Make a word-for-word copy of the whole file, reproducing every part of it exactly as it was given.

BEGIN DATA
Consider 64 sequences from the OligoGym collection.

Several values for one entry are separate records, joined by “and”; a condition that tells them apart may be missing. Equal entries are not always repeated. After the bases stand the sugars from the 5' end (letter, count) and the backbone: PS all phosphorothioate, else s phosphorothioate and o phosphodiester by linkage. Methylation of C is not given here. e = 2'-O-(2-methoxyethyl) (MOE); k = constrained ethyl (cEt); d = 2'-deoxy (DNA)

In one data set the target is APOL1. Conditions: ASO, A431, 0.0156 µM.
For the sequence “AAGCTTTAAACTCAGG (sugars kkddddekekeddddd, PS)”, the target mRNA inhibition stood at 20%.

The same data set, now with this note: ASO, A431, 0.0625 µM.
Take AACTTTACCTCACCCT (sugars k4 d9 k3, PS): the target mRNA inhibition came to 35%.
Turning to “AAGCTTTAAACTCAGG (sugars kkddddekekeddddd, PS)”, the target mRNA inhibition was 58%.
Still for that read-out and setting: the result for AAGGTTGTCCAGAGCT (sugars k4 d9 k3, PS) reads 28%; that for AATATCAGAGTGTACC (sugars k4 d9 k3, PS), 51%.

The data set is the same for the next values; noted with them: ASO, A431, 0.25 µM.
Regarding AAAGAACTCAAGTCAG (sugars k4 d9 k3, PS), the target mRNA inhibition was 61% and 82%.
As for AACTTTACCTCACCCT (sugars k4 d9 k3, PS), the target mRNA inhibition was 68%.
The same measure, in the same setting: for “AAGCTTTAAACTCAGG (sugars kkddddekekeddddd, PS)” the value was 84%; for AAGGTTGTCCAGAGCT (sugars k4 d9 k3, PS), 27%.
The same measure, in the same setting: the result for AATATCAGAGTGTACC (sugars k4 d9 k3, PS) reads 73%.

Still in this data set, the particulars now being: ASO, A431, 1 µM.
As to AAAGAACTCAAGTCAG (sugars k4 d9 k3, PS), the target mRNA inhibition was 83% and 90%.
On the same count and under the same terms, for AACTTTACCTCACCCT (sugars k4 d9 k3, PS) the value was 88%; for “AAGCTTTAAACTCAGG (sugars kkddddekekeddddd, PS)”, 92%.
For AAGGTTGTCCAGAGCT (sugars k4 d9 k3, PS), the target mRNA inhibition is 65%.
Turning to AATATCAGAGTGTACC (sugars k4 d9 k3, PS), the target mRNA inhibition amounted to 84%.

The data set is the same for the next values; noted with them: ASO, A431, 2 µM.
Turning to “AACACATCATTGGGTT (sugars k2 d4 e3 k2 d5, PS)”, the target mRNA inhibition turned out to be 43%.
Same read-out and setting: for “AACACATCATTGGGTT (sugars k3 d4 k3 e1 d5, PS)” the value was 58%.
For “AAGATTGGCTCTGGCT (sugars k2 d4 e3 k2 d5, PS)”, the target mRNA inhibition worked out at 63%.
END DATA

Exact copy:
Consider 64 sequences from the OligoGym collection.

Several values for one entry are separate records, joined by “and”; a condition that tells them apart may be missing. Equal entries are not always repeated. After the bases stand the sugars from the 5' end (letter, count) and the backbone: PS all phosphorothioate, else s phosphorothioate and o phosphodiester by linkage. Methylation of C is not given here. e = 2'-O-(2-methoxyethyl) (MOE); k = constrained ethyl (cEt); d = 2'-deoxy (DNA)

In one data set the target is APOL1. Conditions: ASO, A431, 0.0156 µM.
For the sequence “AAGCTTTAAACTCAGG (sugars kkddddekekeddddd, PS)”, the target mRNA inhibition stood at 20%.

The same data set, now with this note: ASO, A431, 0.0625 µM.
Take AACTTTACCTCACCCT (sugars k4 d9 k3, PS): the target mRNA inhibition came to 35%.
Turning to “AAGCTTTAAACTCAGG (sugars kkddddekekeddddd, PS)”, the target mRNA inhibition was 58%.
Still for that read-out and setting: the result for AAGGTTGTCCAGAGCT (sugars k4 d9 k3, PS) reads 28%; that for AATATCAGAGTGTACC (sugars k4 d9 k3, PS), 51%.

The data set is the same for the next values; noted with them: ASO, A431, 0.25 µM.
Regarding AAAGAACTCAAGTCAG (sugars k4 d9 k3, PS), the target mRNA inhibition was 61% and 82%.
As for AACTTTACCTCACCCT (sugars k4 d9 k3, PS), the target mRNA inhibition was 68%.
The same measure, in the same setting: for “AAGCTTTAAACTCAGG (sugars kkddddekekeddddd, PS)” the value was 84%; for AAGGTTGTCCAGAGCT (sugars k4 d9 k3, PS), 27%.
The same measure, in the same setting: the result for AATATCAGAGTGTACC (sugars k4 d9 k3, PS) reads 73%.

Still in this data set, the particulars now being: ASO, A431, 1 µM.
As to AAAGAACTCAAGTCAG (sugars k4 d9 k3, PS), the target mRNA inhibition was 83% and 90%.
On the same count and under the same terms, for AACTTTACCTCACCCT (sugars k4 d9 k3, PS) the value was 88%; for “AAGCTTTAAACTCAGG (sugars kkddddekekeddddd, PS)”, 92%.
For AAGGTTGTCCAGAGCT (sugars k4 d9 k3, PS), the target mRNA inhibition is 65%.
Turning to AATATCAGAGTGTACC (sugars k4 d9 k3, PS), the target mRNA inhibition amounted to 84%.

The data set is the same for the next values; noted with them: ASO, A431, 2 µM.
Turning to “AACACATCATTGGGTT (sugars k2 d4 e3 k2 d5, PS)”, the target mRNA inhibition turned out to be 43%.
Same read-out and setting: for “AACACATCATTGGGTT (sugars k3 d4 k3 e1 d5, PS)” the value was 58%.
For “AAGATTGGCTCTGGCT (sugars k2 d4 e3 k2 d5, PS)”, the target mRNA inhibition worked out at 63%.